As I wrote my Movie Suggestion for ‘The Monster Squad’, I had a silly idea that I couldn’t get out of my head… The idea? To find out, in Pathfinder/d20 terms, just how tough the encounters in the movie were!
So if you want to know how well your Pathfinder characters would compare to a team of kids, their pet dog, a few adults and Frankenstein’s Monster, you’re about to find out!!!
Also, keep in mind that THERE ARE SPOILERS regarding the movie!
O.k, let’s take a look at the monsters…
Now, the Monster Squad has three Encounters during the movie.
Not bad for a bunch of kids!
With Halloween approaching, people might be looking for movies to watch to put them in the spirit of the season. Lots of horror movies will come up as obvious choices, but I’d like to take a moment to point out a movie that, perhaps, represents Halloween a lot better than any horror movie out there… ‘The Monster Squad’.
What is Halloween (for adults), if not the sense of child-like wonder in these fantastical elements that permeate our popular culture? Everyone becomes a bit of a kid, dressing up, talking about monsters… Why, the other night I had a horror movie marathon with some friends, and in-between each movie we’d have debates about how monsters worked, what the rules were…
The kids in ‘The Monster Squad’ are a lot like that, with many scenes early in the film showing them talking about how monsters ‘work’, what kills which monster… It’s almost like a Tarantino movie in a way, where characters are established not through some awkward exposition dialog, but rather by watching them interact with each other. (I know it’s a weird comparison, but in my head it makes sense!)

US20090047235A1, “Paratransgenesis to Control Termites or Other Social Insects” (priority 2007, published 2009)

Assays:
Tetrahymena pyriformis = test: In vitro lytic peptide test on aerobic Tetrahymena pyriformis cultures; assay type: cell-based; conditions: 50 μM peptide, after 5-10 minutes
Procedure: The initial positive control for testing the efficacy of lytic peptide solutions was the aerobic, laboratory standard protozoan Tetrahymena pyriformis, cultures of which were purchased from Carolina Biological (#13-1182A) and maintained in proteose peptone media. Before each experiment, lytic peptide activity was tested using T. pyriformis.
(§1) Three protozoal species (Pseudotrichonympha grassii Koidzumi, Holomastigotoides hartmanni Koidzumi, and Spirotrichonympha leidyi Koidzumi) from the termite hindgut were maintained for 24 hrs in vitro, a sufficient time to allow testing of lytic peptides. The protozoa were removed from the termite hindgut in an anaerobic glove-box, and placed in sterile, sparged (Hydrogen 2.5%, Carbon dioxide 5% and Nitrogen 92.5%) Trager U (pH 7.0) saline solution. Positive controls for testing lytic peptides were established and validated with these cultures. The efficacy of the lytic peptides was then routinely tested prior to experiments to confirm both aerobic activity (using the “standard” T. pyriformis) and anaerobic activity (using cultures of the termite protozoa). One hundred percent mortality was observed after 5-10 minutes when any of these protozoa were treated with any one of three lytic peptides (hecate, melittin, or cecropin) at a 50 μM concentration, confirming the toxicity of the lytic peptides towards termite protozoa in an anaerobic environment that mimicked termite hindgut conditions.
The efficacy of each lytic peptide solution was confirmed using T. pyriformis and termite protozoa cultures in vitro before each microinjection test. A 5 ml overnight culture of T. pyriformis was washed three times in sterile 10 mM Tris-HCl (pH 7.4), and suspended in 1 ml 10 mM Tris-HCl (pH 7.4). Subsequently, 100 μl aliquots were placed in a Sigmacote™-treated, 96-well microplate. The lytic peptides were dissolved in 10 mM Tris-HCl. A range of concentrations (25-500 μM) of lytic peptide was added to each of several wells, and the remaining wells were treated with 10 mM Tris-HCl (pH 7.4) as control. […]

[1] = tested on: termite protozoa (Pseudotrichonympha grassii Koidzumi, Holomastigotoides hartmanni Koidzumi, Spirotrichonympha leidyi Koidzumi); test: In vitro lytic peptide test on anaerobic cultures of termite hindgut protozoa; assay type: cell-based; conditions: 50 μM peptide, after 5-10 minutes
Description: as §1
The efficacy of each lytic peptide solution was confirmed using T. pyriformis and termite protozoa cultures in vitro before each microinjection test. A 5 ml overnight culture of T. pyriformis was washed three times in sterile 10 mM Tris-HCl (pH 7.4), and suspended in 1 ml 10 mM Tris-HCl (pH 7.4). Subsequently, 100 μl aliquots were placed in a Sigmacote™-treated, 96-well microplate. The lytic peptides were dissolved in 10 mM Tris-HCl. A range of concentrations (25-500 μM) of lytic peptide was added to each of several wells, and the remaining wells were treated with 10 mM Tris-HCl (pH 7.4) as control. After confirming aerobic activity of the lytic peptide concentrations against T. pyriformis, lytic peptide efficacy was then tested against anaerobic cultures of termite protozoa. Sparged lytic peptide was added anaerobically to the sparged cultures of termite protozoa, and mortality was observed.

So, a bunch of kids up against classic horror monsters… Is it a kids movie? I haven’t checked the rating, but I’d say that yes, it is. And yet, it doesn’t look down on kids, doesn’t think they’re stupid… And thus, an adult like me can enjoy the movie. The monsters act like monsters, they don’t suddenly become clumsy and funny as if someone had told them they had to tone it down because they were in a kids movie. They might be a little less competent at killing when it comes to main characters than they would otherwise be with side-characters, but it’s often the case in countless adult horror movies. And Dracula accumulates an impressive body count that I did not expect when going into the movie!!!
So who is this movie for? I’d say it’s the perfect Halloween movie, because it’s for everyone who loves monster stories, no matter their age. It might be very scary for some kids depending on their age, but frankly I haven’t seen anything that’s worse than what I see in many modern fantasy movies that parents bring their kids to. And adults should be equally entertained if they allow themselves to get into the spirit of Halloween.
Trick or treat!
What an amazing book this is, one of my best reads in a long time! ‘In the Shadow of Dracula’ is a compilation published by IDW of old vampire stories dating from 1819 to 1914. That means many predate Bram Stoker’s ‘Dracula’!
Many of the stories are ones that I had heard about for years as a fan of vampire fiction in general, and when I saw all of them compiled in a single volume I brought it home right away.
Among those are ‘The Vampyre’ by John Polidori, which stars the blood-thirsty Lord Ruthven, based on the real-life Lord Byron. We also have ‘Varney the Vampyre’ by James Malcom Rymer and ‘Carmilla’ by J. Sheridan Le Fanu. Many others I had never heard of before, but all of them seem extremely interesting reads, and not only for their historical importance in horror literature. (Like I mentioned before, most of these stories were written well before ‘Dracula’ was.) Speaking of the Count, Bram Stoker’s short story ‘Dracula’s Guest’ is also included. I believe many modern publications of ‘Dracula’ include this short story as part of the main book these days.
This compilation is edited by Leslie S. Klinger, who also provides annotations where necessary for the contemporary reader to comprehend Victorian speech and habits. While I have only read the first few stories, the quality of this book and the stories it contains has already taken over all of my reading time. While I usually juggle between different books at the same time depending on my mood when I decide to read something, I now only go back to this one, and believe that I’ll do so until I’ve turned over its last page.